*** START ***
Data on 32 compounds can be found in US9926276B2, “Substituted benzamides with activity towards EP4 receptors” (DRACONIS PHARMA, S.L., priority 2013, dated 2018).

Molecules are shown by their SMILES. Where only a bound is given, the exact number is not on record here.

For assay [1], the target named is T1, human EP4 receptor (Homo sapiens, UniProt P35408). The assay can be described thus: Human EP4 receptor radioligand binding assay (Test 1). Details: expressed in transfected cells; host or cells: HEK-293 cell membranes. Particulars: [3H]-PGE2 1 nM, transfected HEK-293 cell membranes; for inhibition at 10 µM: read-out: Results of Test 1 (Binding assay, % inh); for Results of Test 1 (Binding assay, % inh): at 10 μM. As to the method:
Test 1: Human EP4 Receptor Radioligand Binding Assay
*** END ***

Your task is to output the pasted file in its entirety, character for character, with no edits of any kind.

Data on 32 compounds can be found in US9926276B2, “Substituted benzamides with activity towards EP4 receptors” (DRACONIS PHARMA, S.L., priority 2013, dated 2018).

Molecules are shown by their SMILES. Where only a bound is given, the exact number is not on record here.

For assay [1], the target named is T1, human EP4 receptor (Homo sapiens, UniProt P35408). The assay can be described thus: Human EP4 receptor radioligand binding assay (Test 1). Details: expressed in transfected cells; host or cells: HEK-293 cell membranes. Particulars: [3H]-PGE2 1 nM, transfected HEK-293 cell membranes; for inhibition at 10 µM: read-out: Results of Test 1 (Binding assay, % inh); for Results of Test 1 (Binding assay, % inh): at 10 μM. As to the method:
Test 1: Human EP4 Receptor Radioligand Binding Assay